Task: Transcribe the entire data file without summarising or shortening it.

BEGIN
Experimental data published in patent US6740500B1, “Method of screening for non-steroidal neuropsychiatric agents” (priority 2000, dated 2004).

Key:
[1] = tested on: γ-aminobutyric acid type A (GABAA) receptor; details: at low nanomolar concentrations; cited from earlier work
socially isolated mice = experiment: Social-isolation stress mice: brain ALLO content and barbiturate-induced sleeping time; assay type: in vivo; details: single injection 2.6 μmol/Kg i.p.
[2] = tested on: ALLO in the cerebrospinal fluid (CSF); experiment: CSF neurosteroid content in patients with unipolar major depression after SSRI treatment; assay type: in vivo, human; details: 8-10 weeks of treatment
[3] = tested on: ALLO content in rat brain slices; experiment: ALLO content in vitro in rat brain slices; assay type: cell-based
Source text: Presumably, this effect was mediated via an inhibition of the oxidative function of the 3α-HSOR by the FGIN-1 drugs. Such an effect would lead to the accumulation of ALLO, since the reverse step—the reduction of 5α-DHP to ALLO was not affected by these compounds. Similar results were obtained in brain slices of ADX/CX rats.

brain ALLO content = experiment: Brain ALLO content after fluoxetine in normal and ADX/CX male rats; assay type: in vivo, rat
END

Experimental data published in patent US6740500B1, “Method of screening for non-steroidal neuropsychiatric agents” (priority 2000, dated 2004).

Key:
[1] = tested on: γ-aminobutyric acid type A (GABAA) receptor; details: at low nanomolar concentrations; cited from earlier work
socially isolated mice = experiment: Social-isolation stress mice: brain ALLO content and barbiturate-induced sleeping time; assay type: in vivo; details: single injection 2.6 μmol/Kg i.p.
[2] = tested on: ALLO in the cerebrospinal fluid (CSF); experiment: CSF neurosteroid content in patients with unipolar major depression after SSRI treatment; assay type: in vivo, human; details: 8-10 weeks of treatment
[3] = tested on: ALLO content in rat brain slices; experiment: ALLO content in vitro in rat brain slices; assay type: cell-based
Source text: Presumably, this effect was mediated via an inhibition of the oxidative function of the 3α-HSOR by the FGIN-1 drugs. Such an effect would lead to the accumulation of ALLO, since the reverse step—the reduction of 5α-DHP to ALLO was not affected by these compounds. Similar results were obtained in brain slices of ADX/CX rats.

brain ALLO content = experiment: Brain ALLO content after fluoxetine in normal and ADX/CX male rats; assay type: in vivo, rat